Following on the heels of last week's shootout of 8-core and 4-core Mac Pros
, Lloyd Chambers’ Mac Performance Guide for Digital Photographers & Performance Addicts site on Friday released a review of the new MacBook Pro model running an Intel Core i7 processor
. The article also compares the performance with a striped pair of solid state drives vs. a hard disk RAID set. In addition, Chambers reports that the updated MBP fixes a number of SATA performance issues but may have introduced another.
The review is aimed at professional photographers and graphic designers. According to Chambers, the tests showed performance gains on common photo editing tasks between 15 to 30 percent. Of course, the mobile platform can't provide the speed of a Mac Pro workstation.
While a nicely outfitted Mac Pro is your best bet, a Mac Pro can’t be carried with you, so any gains in the laptop area are a big plus for those who often work “in the field” or want or can afford only a single computer.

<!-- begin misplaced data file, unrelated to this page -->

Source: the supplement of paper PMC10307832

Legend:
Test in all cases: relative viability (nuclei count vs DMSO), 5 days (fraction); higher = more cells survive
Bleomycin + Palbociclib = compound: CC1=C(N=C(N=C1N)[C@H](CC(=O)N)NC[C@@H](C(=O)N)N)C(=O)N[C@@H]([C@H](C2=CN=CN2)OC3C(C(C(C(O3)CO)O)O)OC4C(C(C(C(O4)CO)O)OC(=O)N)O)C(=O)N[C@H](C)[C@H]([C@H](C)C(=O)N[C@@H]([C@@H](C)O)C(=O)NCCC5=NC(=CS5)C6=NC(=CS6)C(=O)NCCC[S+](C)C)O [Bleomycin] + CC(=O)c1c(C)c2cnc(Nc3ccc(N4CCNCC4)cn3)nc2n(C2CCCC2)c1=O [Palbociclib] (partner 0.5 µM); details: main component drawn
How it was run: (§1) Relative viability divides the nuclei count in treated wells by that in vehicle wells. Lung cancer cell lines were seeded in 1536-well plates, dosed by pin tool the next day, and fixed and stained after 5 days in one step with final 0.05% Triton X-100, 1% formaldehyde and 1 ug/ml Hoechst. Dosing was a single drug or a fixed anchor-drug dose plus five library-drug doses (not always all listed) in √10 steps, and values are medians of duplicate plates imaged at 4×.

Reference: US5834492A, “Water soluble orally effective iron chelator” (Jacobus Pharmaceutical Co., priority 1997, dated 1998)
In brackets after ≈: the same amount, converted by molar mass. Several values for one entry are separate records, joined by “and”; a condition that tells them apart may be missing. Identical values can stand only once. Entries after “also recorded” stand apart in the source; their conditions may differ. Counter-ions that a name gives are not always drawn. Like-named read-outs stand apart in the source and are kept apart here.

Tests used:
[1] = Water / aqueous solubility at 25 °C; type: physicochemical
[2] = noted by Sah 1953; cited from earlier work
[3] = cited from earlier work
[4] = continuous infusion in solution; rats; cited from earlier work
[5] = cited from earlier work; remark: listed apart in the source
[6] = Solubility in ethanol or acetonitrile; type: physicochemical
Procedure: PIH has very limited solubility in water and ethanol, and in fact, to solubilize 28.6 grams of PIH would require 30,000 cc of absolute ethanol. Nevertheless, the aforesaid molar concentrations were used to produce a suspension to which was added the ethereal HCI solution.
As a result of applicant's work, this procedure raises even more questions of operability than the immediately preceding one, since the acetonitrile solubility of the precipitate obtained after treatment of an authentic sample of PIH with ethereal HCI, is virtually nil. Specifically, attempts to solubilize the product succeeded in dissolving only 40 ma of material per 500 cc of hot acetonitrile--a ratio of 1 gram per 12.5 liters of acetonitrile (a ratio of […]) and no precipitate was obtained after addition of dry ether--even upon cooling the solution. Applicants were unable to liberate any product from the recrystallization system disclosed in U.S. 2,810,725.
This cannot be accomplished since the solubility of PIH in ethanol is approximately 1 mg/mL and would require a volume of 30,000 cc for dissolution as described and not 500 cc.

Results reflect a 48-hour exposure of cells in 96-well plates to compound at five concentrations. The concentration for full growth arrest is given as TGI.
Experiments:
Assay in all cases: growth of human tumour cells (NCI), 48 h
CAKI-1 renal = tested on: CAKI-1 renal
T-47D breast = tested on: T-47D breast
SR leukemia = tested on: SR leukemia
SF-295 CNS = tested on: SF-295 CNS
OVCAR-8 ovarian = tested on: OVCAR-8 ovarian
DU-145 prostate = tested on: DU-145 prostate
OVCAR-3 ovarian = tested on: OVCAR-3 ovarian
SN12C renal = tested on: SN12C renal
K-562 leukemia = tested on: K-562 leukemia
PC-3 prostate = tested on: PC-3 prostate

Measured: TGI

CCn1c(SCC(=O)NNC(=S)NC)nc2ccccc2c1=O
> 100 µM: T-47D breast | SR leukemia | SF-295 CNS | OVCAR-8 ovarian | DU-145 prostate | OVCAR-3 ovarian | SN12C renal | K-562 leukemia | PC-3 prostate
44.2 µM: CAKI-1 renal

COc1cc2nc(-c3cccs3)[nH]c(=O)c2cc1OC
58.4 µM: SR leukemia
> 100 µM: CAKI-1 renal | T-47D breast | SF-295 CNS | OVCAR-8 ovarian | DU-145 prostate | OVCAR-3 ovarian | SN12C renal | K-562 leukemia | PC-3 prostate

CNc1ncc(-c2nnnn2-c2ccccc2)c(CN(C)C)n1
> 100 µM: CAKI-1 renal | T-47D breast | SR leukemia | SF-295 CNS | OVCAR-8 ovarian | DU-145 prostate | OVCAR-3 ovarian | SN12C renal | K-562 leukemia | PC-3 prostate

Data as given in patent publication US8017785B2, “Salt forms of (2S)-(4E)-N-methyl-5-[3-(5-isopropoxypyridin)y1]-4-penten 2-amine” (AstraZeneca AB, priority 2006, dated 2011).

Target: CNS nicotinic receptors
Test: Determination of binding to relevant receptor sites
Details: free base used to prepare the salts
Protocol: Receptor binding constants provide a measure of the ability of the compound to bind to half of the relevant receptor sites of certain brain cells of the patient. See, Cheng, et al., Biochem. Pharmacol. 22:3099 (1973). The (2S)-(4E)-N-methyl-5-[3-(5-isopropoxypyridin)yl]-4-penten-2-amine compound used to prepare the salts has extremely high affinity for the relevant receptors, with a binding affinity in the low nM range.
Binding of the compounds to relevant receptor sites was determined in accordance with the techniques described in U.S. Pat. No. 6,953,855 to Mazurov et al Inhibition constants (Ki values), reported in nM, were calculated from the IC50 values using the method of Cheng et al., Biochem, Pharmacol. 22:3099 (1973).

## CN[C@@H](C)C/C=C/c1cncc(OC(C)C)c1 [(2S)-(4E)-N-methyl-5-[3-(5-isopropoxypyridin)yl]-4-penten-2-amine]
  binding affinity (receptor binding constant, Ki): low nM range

In addition, he suggested for best performance users should max out memory and use a high-quality solid state drive.
On the storage performance front, Chambers said the new 2010 MBP was up to 56 percent faster on write performance than the 2009 model. He said its performance was more consistent.
It’s not that the 2009 model is slow — it’s still very fast, but the write speed is substantially impaired, and tends to be more variable as compared to the 2010 MBP. The 2009 also has erratic performance, which shows up here as a faster mirror write than with a single drive. Graphing an entire fill-volume shows the behavior clearly. By comparison, the 2010 model is very consistent.
Even more impressive is that striped or mirrored reads are both over 500MB/sec, a performance simply unattainable until now, and formerly the exclusive realm of the Mac Pro. With this setup (MPG Pro Laptop), disk I/O speed ceases to be an issue with large data sets.
Yet, the new MBP also revealed a new performance hit
when booting from the internal SSD RAID without having an external FireWire 800 connected and powered up. During his testing, Chambers had booted the machines off of a FireWire 800 external drive. But when it was removed and tested with the internal storage, it was 33 percent slower for reads and 17 percent slower for writes. He said the bug was "bizarre" and offered a workaround:
The workaround is to get a Firewire 800 card reader (which most photographers need anyway), and leave it plugged in. Alternately, a drive like the Mercury Elite AL-Pro Mini will do the same neat trick.
Chambers didn't appear to have tested his machine with an internal hard disk to see if this is an SSD artifact rather than a SATA controller issue. Check out the full review.